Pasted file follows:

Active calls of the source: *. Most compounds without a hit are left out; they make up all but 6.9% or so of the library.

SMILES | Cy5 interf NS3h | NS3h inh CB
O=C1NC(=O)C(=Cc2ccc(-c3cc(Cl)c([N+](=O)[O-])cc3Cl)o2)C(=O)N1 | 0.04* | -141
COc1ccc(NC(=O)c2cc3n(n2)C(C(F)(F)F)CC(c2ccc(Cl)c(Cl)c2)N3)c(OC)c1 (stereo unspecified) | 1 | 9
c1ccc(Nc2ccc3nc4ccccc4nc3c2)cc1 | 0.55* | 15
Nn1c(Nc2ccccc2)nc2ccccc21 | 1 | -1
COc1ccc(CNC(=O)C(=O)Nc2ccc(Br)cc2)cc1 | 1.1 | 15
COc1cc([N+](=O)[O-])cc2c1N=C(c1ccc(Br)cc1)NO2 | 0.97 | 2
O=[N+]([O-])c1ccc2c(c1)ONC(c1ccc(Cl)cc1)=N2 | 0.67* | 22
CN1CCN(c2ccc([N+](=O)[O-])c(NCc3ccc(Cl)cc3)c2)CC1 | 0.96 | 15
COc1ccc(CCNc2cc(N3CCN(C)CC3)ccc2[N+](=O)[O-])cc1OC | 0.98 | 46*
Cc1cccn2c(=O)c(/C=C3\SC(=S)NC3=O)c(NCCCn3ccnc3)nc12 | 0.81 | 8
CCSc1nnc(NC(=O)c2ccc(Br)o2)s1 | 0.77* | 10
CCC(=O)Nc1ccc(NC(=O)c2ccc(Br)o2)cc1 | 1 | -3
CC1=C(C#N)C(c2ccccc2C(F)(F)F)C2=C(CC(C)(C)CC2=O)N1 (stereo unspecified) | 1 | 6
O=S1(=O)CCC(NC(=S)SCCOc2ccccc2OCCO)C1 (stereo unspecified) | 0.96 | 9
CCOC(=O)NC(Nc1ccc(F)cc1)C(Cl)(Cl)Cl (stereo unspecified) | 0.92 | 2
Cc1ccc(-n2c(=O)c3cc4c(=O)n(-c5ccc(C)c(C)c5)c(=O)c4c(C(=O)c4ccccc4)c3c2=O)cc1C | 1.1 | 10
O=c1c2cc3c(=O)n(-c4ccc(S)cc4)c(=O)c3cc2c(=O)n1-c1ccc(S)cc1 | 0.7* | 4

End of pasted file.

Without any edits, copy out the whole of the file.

Active calls of the source: *. Most compounds without a hit are left out; they make up all but 6.9% or so of the library.

SMILES | Cy5 interf NS3h | NS3h inh CB
O=C1NC(=O)C(=Cc2ccc(-c3cc(Cl)c([N+](=O)[O-])cc3Cl)o2)C(=O)N1 | 0.04* | -141
COc1ccc(NC(=O)c2cc3n(n2)C(C(F)(F)F)CC(c2ccc(Cl)c(Cl)c2)N3)c(OC)c1 (stereo unspecified) | 1 | 9
c1ccc(Nc2ccc3nc4ccccc4nc3c2)cc1 | 0.55* | 15
Nn1c(Nc2ccccc2)nc2ccccc21 | 1 | -1
COc1ccc(CNC(=O)C(=O)Nc2ccc(Br)cc2)cc1 | 1.1 | 15
COc1cc([N+](=O)[O-])cc2c1N=C(c1ccc(Br)cc1)NO2 | 0.97 | 2
O=[N+]([O-])c1ccc2c(c1)ONC(c1ccc(Cl)cc1)=N2 | 0.67* | 22
CN1CCN(c2ccc([N+](=O)[O-])c(NCc3ccc(Cl)cc3)c2)CC1 | 0.96 | 15
COc1ccc(CCNc2cc(N3CCN(C)CC3)ccc2[N+](=O)[O-])cc1OC | 0.98 | 46*
Cc1cccn2c(=O)c(/C=C3\SC(=S)NC3=O)c(NCCCn3ccnc3)nc12 | 0.81 | 8
CCSc1nnc(NC(=O)c2ccc(Br)o2)s1 | 0.77* | 10
CCC(=O)Nc1ccc(NC(=O)c2ccc(Br)o2)cc1 | 1 | -3
CC1=C(C#N)C(c2ccccc2C(F)(F)F)C2=C(CC(C)(C)CC2=O)N1 (stereo unspecified) | 1 | 6
O=S1(=O)CCC(NC(=S)SCCOc2ccccc2OCCO)C1 (stereo unspecified) | 0.96 | 9
CCOC(=O)NC(Nc1ccc(F)cc1)C(Cl)(Cl)Cl (stereo unspecified) | 0.92 | 2
Cc1ccc(-n2c(=O)c3cc4c(=O)n(-c5ccc(C)c(C)c5)c(=O)c4c(C(=O)c4ccccc4)c3c2=O)cc1C | 1.1 | 10
O=c1c2cc3c(=O)n(-c4ccc(S)cc4)c(=O)c3cc2c(=O)n1-c1ccc(S)cc1 | 0.7* | 4